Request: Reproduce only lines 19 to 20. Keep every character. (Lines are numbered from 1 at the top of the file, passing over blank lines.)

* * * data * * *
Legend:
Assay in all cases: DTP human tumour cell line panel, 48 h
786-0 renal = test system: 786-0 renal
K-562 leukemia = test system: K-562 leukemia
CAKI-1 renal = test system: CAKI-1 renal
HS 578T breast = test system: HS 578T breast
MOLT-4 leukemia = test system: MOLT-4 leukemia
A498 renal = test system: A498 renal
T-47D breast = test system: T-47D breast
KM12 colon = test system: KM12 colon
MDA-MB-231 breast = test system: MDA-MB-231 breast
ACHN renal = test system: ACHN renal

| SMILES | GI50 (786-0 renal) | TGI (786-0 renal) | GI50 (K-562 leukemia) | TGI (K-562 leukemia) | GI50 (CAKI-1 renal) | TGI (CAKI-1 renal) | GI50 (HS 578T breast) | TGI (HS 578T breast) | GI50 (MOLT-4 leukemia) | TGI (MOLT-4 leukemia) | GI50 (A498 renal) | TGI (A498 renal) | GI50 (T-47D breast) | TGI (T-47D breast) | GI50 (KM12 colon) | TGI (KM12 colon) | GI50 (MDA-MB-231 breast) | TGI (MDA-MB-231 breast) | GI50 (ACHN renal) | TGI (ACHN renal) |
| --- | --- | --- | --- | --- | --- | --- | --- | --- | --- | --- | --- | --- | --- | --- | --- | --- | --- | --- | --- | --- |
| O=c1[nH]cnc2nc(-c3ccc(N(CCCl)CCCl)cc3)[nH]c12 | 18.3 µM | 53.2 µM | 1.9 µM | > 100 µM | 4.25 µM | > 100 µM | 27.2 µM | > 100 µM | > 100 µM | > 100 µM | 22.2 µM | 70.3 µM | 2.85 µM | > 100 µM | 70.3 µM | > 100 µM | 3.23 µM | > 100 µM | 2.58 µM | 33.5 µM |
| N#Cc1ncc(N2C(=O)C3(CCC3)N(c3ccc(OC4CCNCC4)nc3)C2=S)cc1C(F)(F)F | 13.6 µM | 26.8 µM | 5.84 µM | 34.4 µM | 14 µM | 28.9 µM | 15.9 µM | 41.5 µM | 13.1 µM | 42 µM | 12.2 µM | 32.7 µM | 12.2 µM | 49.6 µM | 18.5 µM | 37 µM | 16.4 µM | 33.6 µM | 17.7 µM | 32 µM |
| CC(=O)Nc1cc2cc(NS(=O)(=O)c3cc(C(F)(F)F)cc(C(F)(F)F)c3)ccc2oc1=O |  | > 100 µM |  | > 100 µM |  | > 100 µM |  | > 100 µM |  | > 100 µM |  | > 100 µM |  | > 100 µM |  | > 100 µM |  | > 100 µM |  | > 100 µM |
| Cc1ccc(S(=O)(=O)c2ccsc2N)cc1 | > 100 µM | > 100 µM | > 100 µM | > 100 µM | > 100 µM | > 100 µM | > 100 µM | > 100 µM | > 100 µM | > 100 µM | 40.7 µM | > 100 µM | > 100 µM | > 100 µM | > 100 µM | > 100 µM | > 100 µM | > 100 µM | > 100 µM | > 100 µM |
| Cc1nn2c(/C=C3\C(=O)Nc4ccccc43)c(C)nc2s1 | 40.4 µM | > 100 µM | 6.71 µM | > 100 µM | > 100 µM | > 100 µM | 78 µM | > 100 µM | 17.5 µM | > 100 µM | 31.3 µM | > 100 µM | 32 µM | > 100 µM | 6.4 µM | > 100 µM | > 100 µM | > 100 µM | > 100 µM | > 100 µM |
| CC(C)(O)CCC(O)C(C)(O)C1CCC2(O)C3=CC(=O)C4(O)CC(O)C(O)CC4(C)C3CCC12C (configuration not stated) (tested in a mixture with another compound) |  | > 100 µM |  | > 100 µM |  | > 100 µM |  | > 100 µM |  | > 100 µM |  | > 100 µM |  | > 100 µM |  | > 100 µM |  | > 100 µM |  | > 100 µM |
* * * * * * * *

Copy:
| Cc1nn2c(/C=C3\C(=O)Nc4ccccc43)c(C)nc2s1 | 40.4 µM | > 100 µM | 6.71 µM | > 100 µM | > 100 µM | > 100 µM | 78 µM | > 100 µM | 17.5 µM | > 100 µM | 31.3 µM | > 100 µM | 32 µM | > 100 µM | 6.4 µM | > 100 µM | > 100 µM | > 100 µM | > 100 µM | > 100 µM |
| CC(C)(O)CCC(O)C(C)(O)C1CCC2(O)C3=CC(=O)C4(O)CC(O)C(O)CC4(C)C3CCC12C (configuration not stated) (tested in a mixture with another compound) |  | > 100 µM |  | > 100 µM |  | > 100 µM |  | > 100 µM |  | > 100 µM |  | > 100 µM |  | > 100 µM |  | > 100 µM |  | > 100 µM |  | > 100 µM |